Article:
Sheldon’s Quest

It may have “all started with a Big Bang”, but after 12 seasons, the Big Bang Theory writers gave their loyal viewers a well-written and heartfelt ending ~  which included closure to story lines, a “finally” repaired elevator and scenes that were so moving that they did not require the live studio audience to break out in laughter.

For those of you who may not be familiar with the premise of this show, it becomes apparent within the first few episodes that the main character, Dr. Sheldon Cooper has only quest in life and that is to win the Nobel Peace Prize ~  any cost. It would be interesting to do a word search and see how many times, within the 279 episodes, the writers included a reference to the Nobel Peace Prize.

Like so many quests, the hero’s journey is greatly enriched by the detours, the challenges and the times when all hope is lost. In the case of Sheldon, the writers brilliantly created a cast of characters who accompanied our hero on his quest.  They provided comic relief, encouragement and on several occasions, reminders to re-evaluate the cost of being so singularly focused.

Throughout each season, we watched as Sheldon allowed himself to experience deep friendships, love and even marriage.  But all the while the quest was still there, lurking below the surface ~ to the point that on his wedding day, with the help of his bride, the magic formula suddenly made sense.  The hero had finally achieved a major milestone, which made the quest attainable (with significant help from his wife).

As the final season draws to a conclusion, Sheldon learns that he and his wife, Amy, will be indeed honoured with the Nobel Peace Prize and he begins to craft his acceptance speech.  We see the hero revert to his former, self-absorbed self and write 90 minutes worth of his own accomplishments and in the process alienate himself from his “band of brothers”.

With minutes to spare, our hero has a change of heart and instead of regaling the audience with his speech, he turns their attention to his friends and acknowledges their role in his quest.  It turns out that those relationships, those challenges, those detours and those times when all faith was lost were the true prize.

As we near the end of this school year and we begin to reflect on the goals that we set in September, (our quest) is it important that we reached that pinnacle?  Or is it the learning, the challenges that we overcame and the relationships that were forged or deepened throughout our journey, that we will remember?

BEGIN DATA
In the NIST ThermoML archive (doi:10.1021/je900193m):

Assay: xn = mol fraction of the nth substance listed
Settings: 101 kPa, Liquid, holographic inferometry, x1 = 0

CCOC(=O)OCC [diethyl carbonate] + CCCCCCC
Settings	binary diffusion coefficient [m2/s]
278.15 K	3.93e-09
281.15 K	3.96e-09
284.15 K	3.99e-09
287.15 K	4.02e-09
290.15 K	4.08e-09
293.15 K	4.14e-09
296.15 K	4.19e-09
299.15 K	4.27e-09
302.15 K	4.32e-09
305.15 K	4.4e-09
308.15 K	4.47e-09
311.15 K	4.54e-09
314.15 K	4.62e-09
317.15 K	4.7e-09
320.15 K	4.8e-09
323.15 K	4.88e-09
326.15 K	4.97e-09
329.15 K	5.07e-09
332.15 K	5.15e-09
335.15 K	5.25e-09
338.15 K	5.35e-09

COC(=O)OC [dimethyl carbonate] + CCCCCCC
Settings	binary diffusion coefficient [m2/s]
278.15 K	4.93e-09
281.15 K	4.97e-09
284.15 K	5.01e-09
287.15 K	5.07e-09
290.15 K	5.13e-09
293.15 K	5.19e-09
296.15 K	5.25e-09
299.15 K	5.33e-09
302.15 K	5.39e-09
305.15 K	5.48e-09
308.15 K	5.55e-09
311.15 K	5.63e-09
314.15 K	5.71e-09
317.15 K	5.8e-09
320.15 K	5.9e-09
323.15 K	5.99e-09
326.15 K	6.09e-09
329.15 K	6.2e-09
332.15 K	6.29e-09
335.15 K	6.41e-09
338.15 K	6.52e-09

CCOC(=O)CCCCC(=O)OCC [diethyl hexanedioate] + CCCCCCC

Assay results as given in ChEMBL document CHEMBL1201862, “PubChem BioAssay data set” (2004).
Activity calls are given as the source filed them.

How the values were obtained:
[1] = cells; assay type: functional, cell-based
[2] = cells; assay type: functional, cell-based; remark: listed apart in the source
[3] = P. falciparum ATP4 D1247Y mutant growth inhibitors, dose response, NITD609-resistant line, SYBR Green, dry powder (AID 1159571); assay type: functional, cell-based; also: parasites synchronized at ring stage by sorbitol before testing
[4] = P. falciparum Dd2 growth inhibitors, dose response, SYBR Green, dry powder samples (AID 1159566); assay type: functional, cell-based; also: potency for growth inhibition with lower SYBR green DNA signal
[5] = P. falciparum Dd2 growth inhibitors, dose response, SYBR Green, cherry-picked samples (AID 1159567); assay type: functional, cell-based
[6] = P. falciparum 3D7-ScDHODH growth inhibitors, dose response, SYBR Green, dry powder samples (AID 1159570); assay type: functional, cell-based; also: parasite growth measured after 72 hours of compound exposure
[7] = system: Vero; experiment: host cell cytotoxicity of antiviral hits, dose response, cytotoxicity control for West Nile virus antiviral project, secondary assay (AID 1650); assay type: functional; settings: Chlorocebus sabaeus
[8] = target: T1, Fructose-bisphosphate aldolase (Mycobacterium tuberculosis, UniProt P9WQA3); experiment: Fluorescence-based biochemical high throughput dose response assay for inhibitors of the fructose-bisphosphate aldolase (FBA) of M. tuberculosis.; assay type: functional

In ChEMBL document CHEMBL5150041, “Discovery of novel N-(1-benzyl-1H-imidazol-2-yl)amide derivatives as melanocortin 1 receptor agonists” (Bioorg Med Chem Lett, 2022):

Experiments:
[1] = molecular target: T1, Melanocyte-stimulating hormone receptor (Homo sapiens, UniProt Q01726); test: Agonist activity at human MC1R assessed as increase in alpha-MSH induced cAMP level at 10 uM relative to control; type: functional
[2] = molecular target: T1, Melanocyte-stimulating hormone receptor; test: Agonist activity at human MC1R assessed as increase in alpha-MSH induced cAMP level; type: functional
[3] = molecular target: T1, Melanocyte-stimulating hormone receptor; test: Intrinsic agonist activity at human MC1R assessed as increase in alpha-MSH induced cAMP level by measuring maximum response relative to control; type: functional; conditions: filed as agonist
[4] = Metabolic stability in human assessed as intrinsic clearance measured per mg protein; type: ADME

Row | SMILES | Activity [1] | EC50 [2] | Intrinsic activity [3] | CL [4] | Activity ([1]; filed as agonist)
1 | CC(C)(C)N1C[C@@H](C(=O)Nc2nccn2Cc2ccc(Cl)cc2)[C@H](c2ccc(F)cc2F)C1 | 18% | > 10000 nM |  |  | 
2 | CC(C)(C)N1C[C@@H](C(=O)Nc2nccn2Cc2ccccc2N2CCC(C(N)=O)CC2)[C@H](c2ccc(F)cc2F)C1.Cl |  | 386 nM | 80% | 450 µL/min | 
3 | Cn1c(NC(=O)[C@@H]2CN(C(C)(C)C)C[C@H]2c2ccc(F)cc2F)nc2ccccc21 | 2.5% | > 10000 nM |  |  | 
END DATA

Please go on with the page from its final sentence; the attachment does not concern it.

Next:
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Life at the Lake

For those readers who have faithfully been reading my “Post a day for the month of May”, my apologies for the short break.  As you may have gathered from Day 17, I headed up to our cottage for the Victoria Day weekend and although the view of the water, the peaceful surroundings (except for the invasion of the black flies) and lots of physical labour combined with fresh air were conducive to prime writing inspiration,  the unreliability of the Internet created some frustration when it came time to publish the posts.

Here is my Day 18 post!

Life at the Lake.

I did not grow up “on the lake”, nor did our family own a cottage when I was growing up. Hence, I do not have rich, detailed stories passed down from generation to generation about the ever-changing water levels, families of animals returning year after year and trees surviving extreme winters.

For one week each summer, we would venture to a fishing camp and rent a cottage. We still created wonderful memories with rich, detailed stories, which continue to be shared ~ but the natural surroundings never played a central role.

When our own children were young, we continued the tradition of renting a cottage for a week each summer.  We loved the outdoors and appreciated the beauty that Mother Nature gifted us with, but to be honest, we did not pay much attention to how best to sustain that beauty.

Five years ago, we finally took the leap and invested in our own cottage on the Trent Severn.  It is a modest, rustic cabin, with an accompanying bunkie for our now grown children and visitors.  Bru-Ski Bay (as we have renamed our lot on Lost Channel), nestled among tall strong pines, is surrounded by water on three sides. Each side offers a different entry experience. On one side, you can dive off the dock into deep water.  One side is located on the scenic point, with a gradual walk into the water (although, as a prime fishing spot ~ there is not a lot of swimming happening there). The third side is a haven for frogs and lily pads (marshy and moist).

As relatively new cottage owners, we have learned that the inaugural trip in the spring involves a great deal of stewardship for the natural resources, so that we will be able to enjoy their beauty year after year.  Trees damaged by the winter winds needed to be trimmed in order to not compromise other trees and plants, fallen branches needed to be removed from the water’s edge and the hummingbird feeder needed to be refilled.  

Stewardship of our Earth is one of those life skills that we can sometimes overlook in our quest to meet the multitude of curriculum expectations.  My heart sang with joy, when late last week, I looked out of my office window to see our grade one classes taking it upon themselves to weed and tidy our gardens.  It was so evident that they were taking pride in our school.   As a new school, we often remind our students to take care of their furniture and equipment ~ as we want it to last for years and years.

One does not have to be in a new school to feel that sense of pride and stewardship.   As you look towards the upcoming week, what can you do to demonstrate stewardship of resources (natural or other) in your school?

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